Kevin Werbach, For the Win
Gamification put simply, involves bringing game elements and design techniques into non-game contexts. After reading up on the concept for the past couple of years, I’m still not sure how it works.
So I thought it would be fun to talk to one of the key thinkers in this area, Kevin Werbach. Kevin is a business professor at the University of Pennsylvania’s Wharton School, and he’s also a technology analyst and consultant. His new book, For the Win, really examines what gamification is, and explores its upsides and downsides. I figured he’d help me make up my mind once and for all as to just how useful gamification really is.
In this interview, Kevin and I discuss:
- How gamification can make work and other tasks more fun and engaging
- Self-determination theory and the finding that people are more motivated by internal factors than external factors
- Why it’s important to factor fun into “design thinking”
- Why user feedback is a critical component of successful gamification
(Scroll down for more in-depth podcast notes.)
Listen to my interview with Kevin Werbach.
0:01:37: Michael and Kevin discuss what gamification entails, and how applying game design techniques, elements or structures into non-game contexts, such as work, school or exercise, can create a more immersive and engaging experience.
0:5:28: Kevin explains that gamification provides valuable insights about what motivates people on a psychological level. He touches on self-determination theory, pointing out that people have been found to be motivated more by internal rewards (e.g., fun) than external rewards (e.g., money). Michael observes that, when it comes to incorporating gamification into business design, it’s important to strike a balance between meeting measurable objectives and facilitating fun.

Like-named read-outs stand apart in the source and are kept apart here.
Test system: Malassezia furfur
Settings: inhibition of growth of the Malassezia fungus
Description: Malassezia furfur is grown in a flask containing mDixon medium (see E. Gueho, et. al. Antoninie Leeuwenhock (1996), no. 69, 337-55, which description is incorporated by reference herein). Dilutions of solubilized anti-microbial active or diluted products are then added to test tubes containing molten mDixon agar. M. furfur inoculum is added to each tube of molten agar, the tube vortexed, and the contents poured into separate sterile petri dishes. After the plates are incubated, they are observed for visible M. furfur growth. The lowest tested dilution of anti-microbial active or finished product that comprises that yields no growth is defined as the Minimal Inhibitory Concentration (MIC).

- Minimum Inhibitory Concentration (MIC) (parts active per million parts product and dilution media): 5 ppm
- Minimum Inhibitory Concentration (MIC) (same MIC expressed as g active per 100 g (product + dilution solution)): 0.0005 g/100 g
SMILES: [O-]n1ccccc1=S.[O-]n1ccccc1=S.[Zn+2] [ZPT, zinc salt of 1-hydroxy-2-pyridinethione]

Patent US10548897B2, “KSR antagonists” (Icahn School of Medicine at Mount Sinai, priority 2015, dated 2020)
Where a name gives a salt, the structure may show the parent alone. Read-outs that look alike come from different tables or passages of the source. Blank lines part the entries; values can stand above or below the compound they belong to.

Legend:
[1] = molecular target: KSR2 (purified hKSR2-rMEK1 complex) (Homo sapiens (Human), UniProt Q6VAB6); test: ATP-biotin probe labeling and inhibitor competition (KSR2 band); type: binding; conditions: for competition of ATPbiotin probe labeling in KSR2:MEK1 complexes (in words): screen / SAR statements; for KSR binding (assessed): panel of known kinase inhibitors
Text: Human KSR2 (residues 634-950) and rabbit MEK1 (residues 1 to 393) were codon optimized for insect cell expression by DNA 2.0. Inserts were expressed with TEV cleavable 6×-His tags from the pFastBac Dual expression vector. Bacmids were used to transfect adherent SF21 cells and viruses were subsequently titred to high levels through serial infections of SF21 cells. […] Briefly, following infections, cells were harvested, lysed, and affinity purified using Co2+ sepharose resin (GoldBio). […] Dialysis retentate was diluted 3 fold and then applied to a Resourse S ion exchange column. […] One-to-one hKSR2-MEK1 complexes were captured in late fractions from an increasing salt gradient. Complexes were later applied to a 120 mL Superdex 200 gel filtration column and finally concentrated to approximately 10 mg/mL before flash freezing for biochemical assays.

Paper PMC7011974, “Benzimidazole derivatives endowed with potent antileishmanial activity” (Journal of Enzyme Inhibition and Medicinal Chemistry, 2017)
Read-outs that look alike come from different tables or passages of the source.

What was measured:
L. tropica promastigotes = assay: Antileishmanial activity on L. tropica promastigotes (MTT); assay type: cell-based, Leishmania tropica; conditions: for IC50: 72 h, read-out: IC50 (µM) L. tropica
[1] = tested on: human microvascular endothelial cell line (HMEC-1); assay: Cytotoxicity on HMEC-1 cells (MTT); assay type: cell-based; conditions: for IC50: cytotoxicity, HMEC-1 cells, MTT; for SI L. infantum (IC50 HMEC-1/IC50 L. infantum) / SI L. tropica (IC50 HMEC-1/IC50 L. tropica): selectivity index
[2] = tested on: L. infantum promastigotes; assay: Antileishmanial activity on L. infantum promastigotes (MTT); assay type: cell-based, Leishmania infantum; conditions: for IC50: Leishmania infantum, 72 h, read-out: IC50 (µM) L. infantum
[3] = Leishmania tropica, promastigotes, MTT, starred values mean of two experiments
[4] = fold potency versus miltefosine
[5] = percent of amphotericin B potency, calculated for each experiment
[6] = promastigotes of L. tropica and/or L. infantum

0:10:46: Kevin distinguishes between appropriate, or necessary, motivation vs. unnecessary motivation. He and Michael discuss the notion of “high-fructose corn syrup” motivation, and point out that gamification is best applied when it can offer “fun for a purpose” and lead to long-term success, rather than a short-term “spike” that isn’t inherently engaging.
0:15:39: Michael asks Kevin why feedback is important to gaming and gamification. Kevin explains that feedback helps encourage learning and progress by outlining parameters and letting people know that they can engage and experiment without fear of failure.
0:17:56: Kevin recommends a number of resources for people who are interested in deepening their understanding of gamification. He points out that “fun is one of the most complex, challenging concepts in the world,” and that getting better at creating and understanding fun can lead to greater success in non-game contexts.